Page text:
What To Bring To The Table
A lesson I learned almost immediately occurred when I pulled out a peanut butter and jelly sandwich at lunch. The second the sandwich was in plain sight, the attention of the entire table was drawn to me. Confused, I asked “is anyone allergic to peanut butter?” The response was some laughter and then one of my coworkers replied “your lunch is just SO American.” To be honest, I was just very relieved that no one was allergic to peanuts. But it was true, I did stand out, for in Israel they eat big lunches and small dinners so of course my flimsy PB&J sandwich seemed rather odd. However, my sandwich created an entryway into the lunchtime conversation. The rest of that meal was spent in deep discussion about the United States and my life as a New Yorker/College Student.
The lesson I learned from this experience is that lunch is a very critical time. The startup I was interning for was in an accelerator along with a few other startups. At lunch I was provided with the opportunity to network with coworkers from other startups.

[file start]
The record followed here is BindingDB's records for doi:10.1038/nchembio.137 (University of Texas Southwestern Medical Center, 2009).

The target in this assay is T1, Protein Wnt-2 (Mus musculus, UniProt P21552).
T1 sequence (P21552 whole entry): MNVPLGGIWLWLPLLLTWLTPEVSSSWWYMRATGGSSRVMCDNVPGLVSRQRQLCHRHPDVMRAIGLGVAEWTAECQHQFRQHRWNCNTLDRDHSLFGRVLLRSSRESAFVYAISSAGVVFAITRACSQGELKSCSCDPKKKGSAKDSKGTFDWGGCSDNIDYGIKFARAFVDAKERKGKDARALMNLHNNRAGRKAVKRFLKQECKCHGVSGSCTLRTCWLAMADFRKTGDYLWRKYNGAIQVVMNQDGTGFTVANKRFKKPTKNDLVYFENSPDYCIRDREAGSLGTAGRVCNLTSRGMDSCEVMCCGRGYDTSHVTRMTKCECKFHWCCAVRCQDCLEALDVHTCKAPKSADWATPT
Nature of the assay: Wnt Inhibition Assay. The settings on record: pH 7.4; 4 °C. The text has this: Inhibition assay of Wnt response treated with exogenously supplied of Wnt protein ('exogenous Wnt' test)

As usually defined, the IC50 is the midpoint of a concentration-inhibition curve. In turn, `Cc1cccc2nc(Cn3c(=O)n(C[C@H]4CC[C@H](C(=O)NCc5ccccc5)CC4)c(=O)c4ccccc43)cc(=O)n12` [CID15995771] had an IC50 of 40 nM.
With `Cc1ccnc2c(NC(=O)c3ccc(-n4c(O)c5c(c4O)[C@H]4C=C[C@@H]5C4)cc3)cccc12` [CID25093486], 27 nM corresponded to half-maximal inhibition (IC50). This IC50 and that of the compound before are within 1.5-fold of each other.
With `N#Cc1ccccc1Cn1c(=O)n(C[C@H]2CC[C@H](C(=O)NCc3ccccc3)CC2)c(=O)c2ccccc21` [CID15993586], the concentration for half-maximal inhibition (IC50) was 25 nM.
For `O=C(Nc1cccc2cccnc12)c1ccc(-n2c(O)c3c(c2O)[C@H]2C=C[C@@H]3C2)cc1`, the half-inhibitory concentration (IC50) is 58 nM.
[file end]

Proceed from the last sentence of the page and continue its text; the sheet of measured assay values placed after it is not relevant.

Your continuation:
Aside from networking from the business standpoint, I was able to use this network as a resource for my time in Israel. For the most part the workers were Israeli and not too far from my age. Thus, I got recommendations for clubs, restaurants, bars, beaches, and places to visit. I learned more about the culture through my conversations with them and I was invited to work on my projects in their offices to get a glimpse of what their companies were doing. Socializing at lunchtime was a pivotal part of my experience because I gained such a large span of knowledge and met such interesting people. If you can, eat lunch with your coworkers at your internship, especially if you are interning in a foreign country. The connections you make at lunch can be almost as important as the internship itself.
**P.S. For the rest of the internship I brought more socially acceptable lunches such as dinner leftovers.